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Evaluating remote desktop WAN optimization

In part four of our virtual desktop toolbox series, we explain how to improve virtual desktop performance over a WAN, including software and hardware options that boost performance.

Desktop virtualization promises to save enterprises from rising data center costs and management headaches. IT administrators, however, have had to contend with immature technology, inconsistent terminology and executive and user reluctance. Fortunately, you can get the most out of virtualization by assembling a toolbox of assorted technologies.





WAN optimization/application delivery tools

Ten years ago, I was a lowly Citrix consultant, dreaming of a time when Internet bandwidth would be both ubiquitous and unconstrained. So, what happened?

Well, even in 2011, Internet bandwidth is neither ubiquitous, nor unlimited. We still have to consider all the things we've been dealing with in the past 10 years for desktop and application virtualization: architectures, bandwidth, protocols, user locations and WAN optimization. Game on!

Framing the WAN optimization conversation

Do you know the best way to minimize the impact that a slow wide area network (WAN) has on your desktops and applications? It's actually quite simple: Don't do anything that requires a WAN.

Now, while that statement might seem like a cruel joke, there's actually a lot of truth in it. Does a slow network connection really matter if you're using locally installed applications running on a traditional laptop computer? Nope. Not one bit.

So, when you're thinking about desktop and application virtualization, keep in mind that each of these terms describes several different technologies, some of which run locally on the client, and others that run in data centers. Keep this in mind when dealing with a particularly tricky WAN-related scenario, like a high-latency or low-bandwidth connection. The best way to address it might be to just run the desktop or application locally on the client device. (There are many ways to do that -- client-based VMs, client hypervisors, client-side app virtualization, etc.)

But if the data center is a must…

Of course, you don't always have the luxury of pushing the execution of the desktop or application out to the client device. There are several scenarios where you absolutely must deal with data center execution. For example, maybe you have security requirements that prohibit real data from leaving the secure walls of the data center. Or maybe your users need to quickly switch between multiple client devices and instantly pick up right where they left off. Or maybe you have the classic data center-based computing situation, where you have "fat" three-tier applications that just don't perform well over the WAN.

For any of these cases, you need to run your desktop or application in the data center and provide remote access to it via a remoting protocol, like Microsoft Remote Desktop Protocol (RDP) or Citrix HDX. So, how do you deal with the WAN in those scenarios?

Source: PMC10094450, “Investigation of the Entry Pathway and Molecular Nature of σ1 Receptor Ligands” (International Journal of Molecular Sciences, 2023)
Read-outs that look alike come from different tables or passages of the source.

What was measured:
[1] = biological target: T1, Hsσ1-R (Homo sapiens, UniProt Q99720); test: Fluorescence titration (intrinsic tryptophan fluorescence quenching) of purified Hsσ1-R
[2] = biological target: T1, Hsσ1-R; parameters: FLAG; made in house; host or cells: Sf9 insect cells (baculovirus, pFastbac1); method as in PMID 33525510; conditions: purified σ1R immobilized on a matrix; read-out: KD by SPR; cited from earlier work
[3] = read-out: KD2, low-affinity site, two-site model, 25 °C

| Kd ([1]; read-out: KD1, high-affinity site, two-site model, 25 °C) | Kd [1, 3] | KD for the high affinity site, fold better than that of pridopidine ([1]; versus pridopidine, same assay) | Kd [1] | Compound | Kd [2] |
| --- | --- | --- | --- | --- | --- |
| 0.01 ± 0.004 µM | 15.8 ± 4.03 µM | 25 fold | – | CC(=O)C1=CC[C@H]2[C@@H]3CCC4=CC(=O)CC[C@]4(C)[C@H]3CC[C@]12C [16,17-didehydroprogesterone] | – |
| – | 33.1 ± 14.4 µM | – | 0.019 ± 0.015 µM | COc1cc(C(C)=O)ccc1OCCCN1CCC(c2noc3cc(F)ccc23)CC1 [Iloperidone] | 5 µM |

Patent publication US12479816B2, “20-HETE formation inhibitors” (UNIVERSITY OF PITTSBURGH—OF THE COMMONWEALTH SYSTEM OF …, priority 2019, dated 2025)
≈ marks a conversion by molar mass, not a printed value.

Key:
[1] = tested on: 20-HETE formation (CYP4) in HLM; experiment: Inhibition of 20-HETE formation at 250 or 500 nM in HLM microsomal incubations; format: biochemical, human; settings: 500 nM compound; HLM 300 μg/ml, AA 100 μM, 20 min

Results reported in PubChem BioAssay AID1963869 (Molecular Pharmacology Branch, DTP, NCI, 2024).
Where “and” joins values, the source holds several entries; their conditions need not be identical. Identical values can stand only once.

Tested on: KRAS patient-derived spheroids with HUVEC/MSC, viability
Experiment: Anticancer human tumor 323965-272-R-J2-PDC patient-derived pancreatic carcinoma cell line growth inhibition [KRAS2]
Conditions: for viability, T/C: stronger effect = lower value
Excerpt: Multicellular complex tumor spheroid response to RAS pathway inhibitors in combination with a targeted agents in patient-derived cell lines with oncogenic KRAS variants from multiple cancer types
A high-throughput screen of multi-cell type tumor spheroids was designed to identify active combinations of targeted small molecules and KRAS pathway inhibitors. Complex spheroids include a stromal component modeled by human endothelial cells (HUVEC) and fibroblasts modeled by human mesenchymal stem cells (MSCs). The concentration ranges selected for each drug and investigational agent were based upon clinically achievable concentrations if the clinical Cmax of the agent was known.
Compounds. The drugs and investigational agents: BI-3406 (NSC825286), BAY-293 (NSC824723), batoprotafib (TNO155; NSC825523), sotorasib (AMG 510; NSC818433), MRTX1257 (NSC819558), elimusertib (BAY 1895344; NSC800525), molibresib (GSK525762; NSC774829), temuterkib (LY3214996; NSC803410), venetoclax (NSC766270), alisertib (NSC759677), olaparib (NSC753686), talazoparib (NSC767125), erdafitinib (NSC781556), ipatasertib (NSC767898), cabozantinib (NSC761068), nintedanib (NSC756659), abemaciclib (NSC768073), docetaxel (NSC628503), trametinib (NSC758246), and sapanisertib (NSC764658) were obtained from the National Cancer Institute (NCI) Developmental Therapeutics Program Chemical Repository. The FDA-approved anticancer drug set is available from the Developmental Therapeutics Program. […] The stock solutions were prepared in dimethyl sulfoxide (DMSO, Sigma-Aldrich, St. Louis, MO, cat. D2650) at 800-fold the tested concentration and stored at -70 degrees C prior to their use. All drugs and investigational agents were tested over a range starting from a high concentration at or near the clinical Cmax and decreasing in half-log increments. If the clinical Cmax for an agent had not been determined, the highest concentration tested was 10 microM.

There are actually quite a few approaches you can take. The first step is to just try the application and see how it performs. You might be surprised.

If the app isn't running as smoothly as you'd like, the next step is to figure out what aspect of the network is limiting you. Do you have a bandwidth constraint? Or is your latency too high? Or maybe you're dealing with packet loss? (We don't have the room here to explain exactly how to troubleshoot your connection, but I wrote a fairly comprehensive guide to troubleshooting network performance issues with remote display protocols in 2004. Check it out -- it's still 100% relevant today.

Dealing with the bad WAN

Once you work out what your network limitation is, there are several things you can do to deal with it.

If your problem is simply limited bandwidth, you need to do whatever you can to minimize the amount of bandwidth your remote session consumes. This can be as simple as lowering the resolution, color depth or audio quality of your remote session. If you're using RDP, you could consider using a more advanced protocol -- like Citrix HDX, Quest Software's Experience Optimization Protocol (EOP) or Ericom Blaze, which includes features such as image compression and multimedia redirection to minimize the amount of data that moves across the wire.

If you have a problem with latency, try Quest EOP, Wyse Technology's Virtual Desktop Accelerator or Ericom Blaze. These software products employ various tricks (such as multiple TCP session streams) to minimize the effects of high latency.

And if packet loss is your problem, a company called iPeak Networks has a great offering that applies something like RAID 5 to network packets.

Finally, there are a lot of hardware products that can help speed the performance of remote applications and desktops. Citrix offers its Branch Repeater, and traditional WAN acceleration vendors such as Expand Networks and Riverbed Technology also sell products that address RDP and HDX traffic.

Even if you must run your desktop or application in a remote data center that will then be accessed across a slow WAN, you still have several options to choose from if the performance is not quite where you want it to be.

Read parts five and six of the desktop toolbox series:

Brian Madden is an independent industry analyst and blogger, known throughout the world as an opinionated, supertechnical desktop virtualization expert. He has written several books and more than 1,000 articles about desktop and application virtualization. Madden's blog, BrianMadden.com, receives millions of visitors per year and is a leading source for conversation, debate and discourse about the application and desktop virtualization industry. He is also the creator of BriForum, the premier independent application delivery technical conference.

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